A group of hackers calling themselves the "Cutting Sword of Justice" has once again raised the cybersecurity stakes by infecting approximately 30,000 computers run by Saudi Aramco, the world's largest oil company. The scope of the attack and profile of the target are significant in and of themselves, but perhaps more interesting are the unique tactics employed by the executors.
A surprising breakthrough
The Saudi Arabian government-owned oil company learned earlier this month that it had been infiltrated by a malicious virus originating from "external sources" and affecting approximately three-quarters of its computer workstations.
"We addressed the threat immediately, and our precautionary procedures, which have been in place to counter such threats, and our multiple protective systems, have helped to mitigate these deplorable cyberthreats from spiraling," Saudi Aramco CEO Khalid Al-Falih wrote in a statement to stakeholders.
Although Saudi Aramco was able to isolate its industrial control systems and ensure production processes were unaffected by the virus, Al-Falih's confirmation gave credence to claims Cutting Sword of Justice members were making across Internet forums in the days leading up to the announcement. According to the New York Times, hackers posted sets of infected I.P. addresses allegedly used by Saudi Aramco employees and suggested that the attack was in response to the Saudi government's support for "oppressive measures" employed in countries across the Middle East.
Still, few seemed ready to believe a relatively unheralded group of cybercriminals could compromise the systems of the world's largest oil company. The direct application of a virus stands in stark contrast to the distributed denial of service (DDoS) tactics traditionally favored by politically motivated hackers.
"Hacktivists rarely use malware," Imperva security director Rob Rachwald told the Times. "The fact that they used malware is a spooky trend. If other hacktivists jump on this it could be very, very dangerous."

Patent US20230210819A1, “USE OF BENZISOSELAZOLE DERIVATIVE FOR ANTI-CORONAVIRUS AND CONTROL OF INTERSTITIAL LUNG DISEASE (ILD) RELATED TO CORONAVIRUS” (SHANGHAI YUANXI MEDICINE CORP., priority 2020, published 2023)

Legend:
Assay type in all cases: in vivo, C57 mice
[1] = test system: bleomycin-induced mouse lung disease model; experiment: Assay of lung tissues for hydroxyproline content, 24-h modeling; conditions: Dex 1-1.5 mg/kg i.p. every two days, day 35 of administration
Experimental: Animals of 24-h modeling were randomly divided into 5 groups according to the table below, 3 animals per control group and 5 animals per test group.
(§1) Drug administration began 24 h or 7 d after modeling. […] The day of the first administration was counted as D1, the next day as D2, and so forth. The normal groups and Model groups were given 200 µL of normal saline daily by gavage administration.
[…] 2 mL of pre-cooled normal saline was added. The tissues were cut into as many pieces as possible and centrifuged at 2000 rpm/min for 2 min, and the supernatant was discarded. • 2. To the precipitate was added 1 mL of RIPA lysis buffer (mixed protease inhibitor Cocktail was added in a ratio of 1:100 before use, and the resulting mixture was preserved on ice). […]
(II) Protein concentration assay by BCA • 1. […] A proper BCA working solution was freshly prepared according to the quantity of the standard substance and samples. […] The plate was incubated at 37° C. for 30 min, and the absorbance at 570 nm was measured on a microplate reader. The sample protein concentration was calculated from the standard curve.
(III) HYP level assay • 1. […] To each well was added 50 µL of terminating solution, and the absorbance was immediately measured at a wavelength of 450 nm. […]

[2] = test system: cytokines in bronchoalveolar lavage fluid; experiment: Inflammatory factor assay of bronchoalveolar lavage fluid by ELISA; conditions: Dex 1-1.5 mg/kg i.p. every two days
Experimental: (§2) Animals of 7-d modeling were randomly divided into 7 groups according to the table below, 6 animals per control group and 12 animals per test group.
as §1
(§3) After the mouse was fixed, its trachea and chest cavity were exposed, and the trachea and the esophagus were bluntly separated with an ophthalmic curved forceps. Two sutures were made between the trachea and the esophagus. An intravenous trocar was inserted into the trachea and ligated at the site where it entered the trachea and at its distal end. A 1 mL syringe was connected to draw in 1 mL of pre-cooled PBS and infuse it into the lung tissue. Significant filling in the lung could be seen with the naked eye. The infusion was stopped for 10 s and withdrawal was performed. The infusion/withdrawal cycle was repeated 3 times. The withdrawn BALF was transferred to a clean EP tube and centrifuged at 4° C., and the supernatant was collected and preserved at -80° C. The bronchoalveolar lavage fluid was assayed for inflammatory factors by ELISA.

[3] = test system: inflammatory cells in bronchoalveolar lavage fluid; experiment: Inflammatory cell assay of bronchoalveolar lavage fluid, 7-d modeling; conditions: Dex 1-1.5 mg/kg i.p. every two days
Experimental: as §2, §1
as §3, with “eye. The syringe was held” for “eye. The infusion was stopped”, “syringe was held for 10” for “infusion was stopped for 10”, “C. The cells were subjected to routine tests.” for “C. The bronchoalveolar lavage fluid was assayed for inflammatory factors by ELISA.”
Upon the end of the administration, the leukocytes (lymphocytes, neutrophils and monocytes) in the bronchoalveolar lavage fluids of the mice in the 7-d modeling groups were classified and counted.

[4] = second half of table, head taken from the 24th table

As Internet security experts dig deeper into the incident, many are suggesting that the malware used in the Saudi Aramco attack is an incarnation of the Shamoon virus.
Shamoon popped up on the cybersecurity radar in the days between the Cutting Sword of Justice attack and the company's confirmation, though experts did not draw the connection at the time. According to Computerworld, the malware can steal or wipe computer data before overwriting master boot records to render the machine unusable. Interestingly enough, hackers seem to have little desire to cloak this advanced exploit in any elaborate disguises. Instead, the virus is embedded in email attachments associated with simple spear phishing campaigns.
The telltale sign that the Saudi Aramco infiltration was the handiwork of Shamoon, according to PCWorld, is its so-called "kill timer." After analyzing the virus's trigger mechanism, security researchers found that it was stamped with the exact time and date specified by Cutting Sword of Justice members in their boastings hours ahead of the oil company incident.
Security researchers may have a baseline view of how the attack was executed, but questions remain as to who was really behind the strike and if there is more to come. While some are labeling the incident as the first significant use of malware by hacktivists, others are suggesting that only state-sponsored programmers could pull off something of this magnitude.
Israel and Iran have been the primary objects of speculation, primarily because of their involvement in Stuxnet and DigiNotar incidents, respectively. But according to PCWorld, there are several errors found in the Shamoon coding that experts insist would not have been left behind by groups capable of previously producing cyberweapons.
Data Security News from SimplySecurity.com by Trend Micro